It's hard to turn down the lure of instant results. But fad diets -- the type that promise spectacular, rapid weight loss with few, if any, lifestyle changes on your part -- usually backfire, with unpleasant side effects and weight that comes back with a vengeance as soon as you stop dieting.
To help you avoid diet pitfalls, we talked to Rachel Berman, RD, director of nutrition for our sister site, CalorieCount.com, about the red flags that tell you you've wandered outside the sensible diet zone and are considering a fad.
RED FLAG: Not enough calories
While it's true that a sensible calorie restriction can help you lose weight, you need a certain amount of calories just to keep your body's normal functions trucking along. "When you're not feeding [your body] the calories it needs for involuntary things or any kind of motion, you're affecting your hormone levels which affect your metabolism," Berman warns.
She cites the American College of Sports Medicine's recommendations -- an absolute minimum of 1,200 calories per day for women and 1,800 for men. If your diet falls below that minimum -- like some forms of the HCG diet, which limit you to 500 calories per day -- steer clear.
RED FLAG: One size fits all
There's more to an effective diet than just meeting your bare minimum calorie needs and in this case, one size definitely doesn't fit all. It's a red flag, Berman says, if the diet doesn't address your individual calorie needs based on factors like your height, weight, age and past history with weight fluctuation.
RED FLAG: Isolating or demonizing a food group
If a diet severely restricts your intake of a particular macronutrient (fats, carbohydrates or proteins) you might want to run in the other direction -- fast. Each of those performs a vital function in your body and just as eating too much of any macronutrient can bring on unwanted consequences, so can having too little.
For example: If you don't eat enough carbohydrates, you won't be able to actually run away -- much less keep your heart beating or your nerve impulses firing. You need protein to create the lean muscle that powers your body's every movement. And fat is actually everywhere because, as Berman points out, every single one of your cell membranes is made of fat. Fat also helps regulate your appetite.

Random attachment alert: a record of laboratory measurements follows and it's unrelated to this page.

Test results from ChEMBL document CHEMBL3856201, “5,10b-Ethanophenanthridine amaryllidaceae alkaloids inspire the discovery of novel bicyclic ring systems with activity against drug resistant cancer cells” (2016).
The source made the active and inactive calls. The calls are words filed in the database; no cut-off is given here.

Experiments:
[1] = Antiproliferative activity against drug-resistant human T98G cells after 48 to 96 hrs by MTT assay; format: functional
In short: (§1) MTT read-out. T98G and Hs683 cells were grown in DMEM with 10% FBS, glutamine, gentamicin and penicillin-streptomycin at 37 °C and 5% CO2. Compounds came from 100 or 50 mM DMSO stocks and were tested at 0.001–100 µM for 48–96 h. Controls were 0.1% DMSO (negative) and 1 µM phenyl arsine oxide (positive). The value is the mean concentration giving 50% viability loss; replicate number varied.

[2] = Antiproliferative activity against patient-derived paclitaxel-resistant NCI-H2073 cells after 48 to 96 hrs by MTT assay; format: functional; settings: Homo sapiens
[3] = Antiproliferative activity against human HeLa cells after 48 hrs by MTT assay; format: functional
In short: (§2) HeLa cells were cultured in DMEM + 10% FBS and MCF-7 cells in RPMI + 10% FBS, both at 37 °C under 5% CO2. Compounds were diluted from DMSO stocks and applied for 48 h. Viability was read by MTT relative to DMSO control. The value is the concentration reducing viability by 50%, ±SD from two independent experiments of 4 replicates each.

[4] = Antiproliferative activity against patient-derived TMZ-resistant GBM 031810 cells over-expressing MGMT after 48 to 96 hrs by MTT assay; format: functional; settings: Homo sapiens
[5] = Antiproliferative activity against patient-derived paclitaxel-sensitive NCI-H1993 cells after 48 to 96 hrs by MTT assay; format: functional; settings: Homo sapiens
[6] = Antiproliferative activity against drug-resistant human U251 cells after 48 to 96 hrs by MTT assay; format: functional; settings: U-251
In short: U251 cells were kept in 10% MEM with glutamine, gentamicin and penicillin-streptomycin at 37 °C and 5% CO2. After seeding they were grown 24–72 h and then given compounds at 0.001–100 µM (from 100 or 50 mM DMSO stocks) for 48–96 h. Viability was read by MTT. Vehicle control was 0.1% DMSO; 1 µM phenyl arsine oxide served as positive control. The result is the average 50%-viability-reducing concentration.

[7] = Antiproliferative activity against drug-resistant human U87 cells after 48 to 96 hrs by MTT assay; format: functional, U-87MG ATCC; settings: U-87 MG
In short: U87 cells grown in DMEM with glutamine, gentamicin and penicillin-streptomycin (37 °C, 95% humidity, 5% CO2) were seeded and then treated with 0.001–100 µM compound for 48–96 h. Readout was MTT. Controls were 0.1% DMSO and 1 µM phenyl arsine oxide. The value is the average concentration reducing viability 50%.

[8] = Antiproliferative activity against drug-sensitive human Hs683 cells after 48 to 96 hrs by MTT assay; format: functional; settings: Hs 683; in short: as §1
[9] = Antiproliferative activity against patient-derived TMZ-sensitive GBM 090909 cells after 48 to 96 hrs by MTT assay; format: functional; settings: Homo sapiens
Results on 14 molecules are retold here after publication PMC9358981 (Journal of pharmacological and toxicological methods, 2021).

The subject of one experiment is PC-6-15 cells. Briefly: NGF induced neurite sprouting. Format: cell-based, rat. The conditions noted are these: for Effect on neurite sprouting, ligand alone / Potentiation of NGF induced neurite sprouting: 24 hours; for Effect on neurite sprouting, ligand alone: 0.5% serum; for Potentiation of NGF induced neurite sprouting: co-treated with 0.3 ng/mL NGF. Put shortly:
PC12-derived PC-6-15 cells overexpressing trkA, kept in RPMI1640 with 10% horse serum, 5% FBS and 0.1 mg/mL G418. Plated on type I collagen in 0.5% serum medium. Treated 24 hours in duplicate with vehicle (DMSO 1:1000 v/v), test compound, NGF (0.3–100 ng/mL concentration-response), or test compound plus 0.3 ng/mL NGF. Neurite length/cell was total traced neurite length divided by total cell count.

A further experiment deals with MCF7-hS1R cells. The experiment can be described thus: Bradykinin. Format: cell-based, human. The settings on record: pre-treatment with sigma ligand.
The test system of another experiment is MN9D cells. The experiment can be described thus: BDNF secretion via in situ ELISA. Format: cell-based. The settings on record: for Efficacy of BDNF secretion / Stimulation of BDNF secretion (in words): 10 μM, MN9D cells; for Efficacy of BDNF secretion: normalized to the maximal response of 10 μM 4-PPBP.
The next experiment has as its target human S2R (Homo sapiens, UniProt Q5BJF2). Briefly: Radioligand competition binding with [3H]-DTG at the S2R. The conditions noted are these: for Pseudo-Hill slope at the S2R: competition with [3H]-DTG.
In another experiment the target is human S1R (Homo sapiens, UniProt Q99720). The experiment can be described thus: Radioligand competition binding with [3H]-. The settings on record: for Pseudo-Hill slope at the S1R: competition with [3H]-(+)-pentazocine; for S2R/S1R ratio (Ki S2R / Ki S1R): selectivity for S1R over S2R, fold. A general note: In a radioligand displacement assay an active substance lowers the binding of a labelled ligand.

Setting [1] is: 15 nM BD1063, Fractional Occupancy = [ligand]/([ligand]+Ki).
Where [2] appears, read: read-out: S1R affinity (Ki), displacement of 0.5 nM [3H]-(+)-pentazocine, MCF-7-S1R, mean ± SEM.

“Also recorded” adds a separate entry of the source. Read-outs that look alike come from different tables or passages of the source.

RED FLAG: Ignoring behavioral aspects of your eating habits
When a diet doesn't address your actual relationship with food or give you a chance to identify and restructure those behaviors, you know you're looking at a fad. The good news is that no matter what kind of diet plan you're on, you can take steps to start acknowledging and reshaping your relationship with food. One of the tactics that CalorieCount.com encourages, for example, is logging your food intake and being aware of your eating. That allows you to be mindful and accountable for what you've done.
"That's probably half the battle in these situations," Berman says. A vibrant support community helps too: The more you communicate with others and plan to feel satisfied physically and mentally as part of your diet, she says, the more successful you're going to be at keeping that weight off in the long term.
RED FLAG: Unrealistic expectations
Sorry, but the promises of super-fast weight loss -- 30 pounds in 30 days, for example -- usually don't hold water. One to two pounds a week is still the maximum recommended weight loss for many reasons, Berman says. It helps regulate hormone changes to keep the weight off, and it indicates that you're easing into a new lifestyle behavior without restricting yourself too much.
"I like to tell my clients to measure their success not only by the number on the scale but how they're feeling, how their clothes fit, and their mood," Berman says. "Being healthy is not just about being thin, it's about having a good percentage of muscle mass versus fat, it helps ward off diseases and it helps improve longevity." Now that's a result worth fighting for.